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Editorials

Renaming schizophrenia

BMJ 2007; 334 doi: https://doi.org/10.1136/bmj.39057.662373.80 (Published 18 January 2007) Cite this as: BMJ 2007;334:108

Rapid Response:

What’s wrong with the term “Schizophrenia”?

The recent report in the Guardian(1), citing Prof. Bentall’s
comments, argues that the term schizophrenia should be abolished. The
arguments used in the report include poorer outcomes in the developed
world, stigma attached to the “label” of schizophrenia, and the fact that
it does not define a specific illness.

The attempt to rename schizophrenia is reminiscent of the letter by
Kellner and Ramsey(2) calling for abolishment of the term ECT. We agree
with the arguments put forward by Lieberman and First(3) and we respond in
the similar vein as the previous response to renaming ECT(4).

To our minds, there appear to be three main options.

The first option is to change the name as soon as possible and “hide”
behind the new label, avoiding any hint of the terms mind or brain.
However, it is really foolish to expect the newfangled term to be devoid
of any stigma.

The fact the term “epilepsy” consists of a collection of multiple
disorders and is often perceived to be stigmatizing, has not led to its
premature demise. The new name is very likely to be as unpopular as were
Koch’s and Hansen’s for tuberculosis and leprosy, respectively(4). The
media and general public are still likely to call it schizophrenia and the
public will wonder what we are defensive about.

The second option is to keep the present name till there is hard
scientific evidence that the present name is best replaced by another
name(s). Even while renaming dementia praecox as Schizophrenia, Eugene
Bleuler(5) had indicated that it is a group of conditions. It is widely
acknowledged that it is unlikely that schizophrenia represents a single
disease entity. However there has been a considerable amount of work done
in clarifying its core symptoms and improving the specificity and
sensitivity of its diagnosis.

The term schizophrenia serves to communicate a meaningful set of
signs and symptoms, outcome, prognosis, and treatment options to most
clinicians and researchers through the world. This represents one of the
core purposes of diagnosis and classification in psychiatry.

Whilst keeping the term schizophrenia, it is of paramount importance
to educate the public, patients and carers about the current understanding
of the condition and work proactively towards de-stigmatizing not only
schizophrenia but also all psychiatric disorders.

The third option is of course to change the name of the condition and
work towards public education and de-stigmatization.

For example, the Japanese classification has renamed schizophrenia as
“integration disorder” in 2004(6). The change appears understandable in
the light of translation of the word “schizophrenia” in to Japanese, as
“Seishin Bunretsu Byo” means “mind-split-disease”(7). It is not difficult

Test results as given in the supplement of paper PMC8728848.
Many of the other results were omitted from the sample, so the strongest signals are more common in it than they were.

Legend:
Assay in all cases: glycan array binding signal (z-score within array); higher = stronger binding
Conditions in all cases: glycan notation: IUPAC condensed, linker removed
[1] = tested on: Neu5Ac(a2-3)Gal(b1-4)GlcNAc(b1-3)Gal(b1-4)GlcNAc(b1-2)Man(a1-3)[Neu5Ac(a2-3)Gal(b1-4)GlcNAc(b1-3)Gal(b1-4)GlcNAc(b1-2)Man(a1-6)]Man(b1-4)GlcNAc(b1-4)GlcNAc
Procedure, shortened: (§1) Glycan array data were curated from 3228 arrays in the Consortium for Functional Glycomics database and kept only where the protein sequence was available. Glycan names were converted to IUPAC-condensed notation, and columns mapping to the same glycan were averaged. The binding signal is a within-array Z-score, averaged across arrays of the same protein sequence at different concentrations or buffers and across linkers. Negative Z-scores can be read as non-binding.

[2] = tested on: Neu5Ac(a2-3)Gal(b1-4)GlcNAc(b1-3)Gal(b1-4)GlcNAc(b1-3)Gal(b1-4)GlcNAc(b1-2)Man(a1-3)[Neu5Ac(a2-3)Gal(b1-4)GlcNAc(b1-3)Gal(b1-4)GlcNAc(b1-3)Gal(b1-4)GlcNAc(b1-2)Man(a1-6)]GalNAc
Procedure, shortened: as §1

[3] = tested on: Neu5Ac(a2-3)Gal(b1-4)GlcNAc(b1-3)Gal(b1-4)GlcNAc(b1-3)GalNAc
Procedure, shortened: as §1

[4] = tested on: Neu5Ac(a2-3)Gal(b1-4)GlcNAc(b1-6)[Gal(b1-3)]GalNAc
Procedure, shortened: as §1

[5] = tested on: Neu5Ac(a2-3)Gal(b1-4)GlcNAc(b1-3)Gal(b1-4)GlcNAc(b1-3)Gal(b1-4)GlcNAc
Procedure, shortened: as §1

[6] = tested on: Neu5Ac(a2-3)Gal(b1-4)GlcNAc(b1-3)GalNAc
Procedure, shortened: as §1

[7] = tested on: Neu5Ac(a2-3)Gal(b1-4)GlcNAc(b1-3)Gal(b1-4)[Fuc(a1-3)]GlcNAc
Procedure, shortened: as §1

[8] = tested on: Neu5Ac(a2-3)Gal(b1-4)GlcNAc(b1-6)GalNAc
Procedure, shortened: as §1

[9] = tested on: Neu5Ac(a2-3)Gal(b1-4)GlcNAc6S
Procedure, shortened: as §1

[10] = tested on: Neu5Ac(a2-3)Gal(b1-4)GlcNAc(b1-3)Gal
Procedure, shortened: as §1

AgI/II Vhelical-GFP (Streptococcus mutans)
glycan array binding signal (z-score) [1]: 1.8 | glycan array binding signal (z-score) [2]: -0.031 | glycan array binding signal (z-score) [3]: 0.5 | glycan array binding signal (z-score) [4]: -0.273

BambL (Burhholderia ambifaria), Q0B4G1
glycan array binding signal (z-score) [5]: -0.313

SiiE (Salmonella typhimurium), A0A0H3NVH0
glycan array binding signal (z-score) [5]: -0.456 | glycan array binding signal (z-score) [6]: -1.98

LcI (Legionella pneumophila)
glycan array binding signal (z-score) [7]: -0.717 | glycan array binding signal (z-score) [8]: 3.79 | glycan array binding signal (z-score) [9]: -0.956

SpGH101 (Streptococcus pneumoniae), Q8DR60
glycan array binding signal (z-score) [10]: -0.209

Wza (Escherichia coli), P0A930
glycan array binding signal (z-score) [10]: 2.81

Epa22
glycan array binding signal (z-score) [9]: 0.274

to see as to how the term would seem pejorative to the patients and their
families. The new term “Togo Shitcho Sho”, with the meaning of
“integration disorder”, seems therefore more positive to the patients and
their families.

One of the dangers of such an exercise is that “nicer sounding names”
would replace the pre-existing term without adequate scientific data. To
argue against another term suggested for replacing schizophrenia,
“dopamine dysregulation disorder”, there is a substantial body of evidence
to suggest that there is more than dopamine that is dysregulated in
schizophrenia. There is therefore a peril of plethora of names emerging
for the same condition, as none of these would have an evidence base
supporting the change in name. It would certainly be a retrograde step to
rename schizophrenia without the backing of valid scientific data.

We suggest that we need to focus on psycho-education, which is
crucial to remove the stigma of having a serious mental disorder. For this
purpose, we do not need to hide behind novel labels.

References

1. Boseley S. Call to wipe out schizophrenia as catch-all tag.
Guardian, 10 October 2006.

2. Kellner CH, Ramsey D. Please, no more “ECT”. Am J Psychiatry 1990;
147: 1092-1093.

3. Lieberman JA, First MB. Renaming schizophrenia. BMJ 2007; 334:
108.

4. Ahuja N. What’s wrong with “ECT”? Am J Psychiatry 1991; 148; 693-
694.

5. Bleuler E. Dementia praecox, oder die Gruppe der Schizophrenien
(Dementia praecox or the group of the schizophrenias) Leipzig, Germany:
Franz Deuticke, 1911.

6. Sugiura T, Sakamoto S, Tanaka E, Tomoda A, Kitamura T. Labelling
effect of Selshin-bunretsu-byou, the Japanese translation for
schizophrenia: an argument for re-labelling. Int J Soc Psychiatry 2001;
47: 43-51.

7. Sato M. Renaming schizophrenia: Japanese perspective. World
Psychiatry 2006; 5: 53–55.

Competing interests:
None declared

Competing interests: No competing interests

23 January 2007
Niraj Ahuja
Consultant Psychiatrist/Honorary Clinical Lecturer
Andrew J Cole, Consultant Psychiatrist/Honorary Clinical Lecturer and Associate Medical Director, Northumberland, Tyne and Wear NHS Trust
Northumberland, Tyne and Wear NHS Trust, NE28 7PD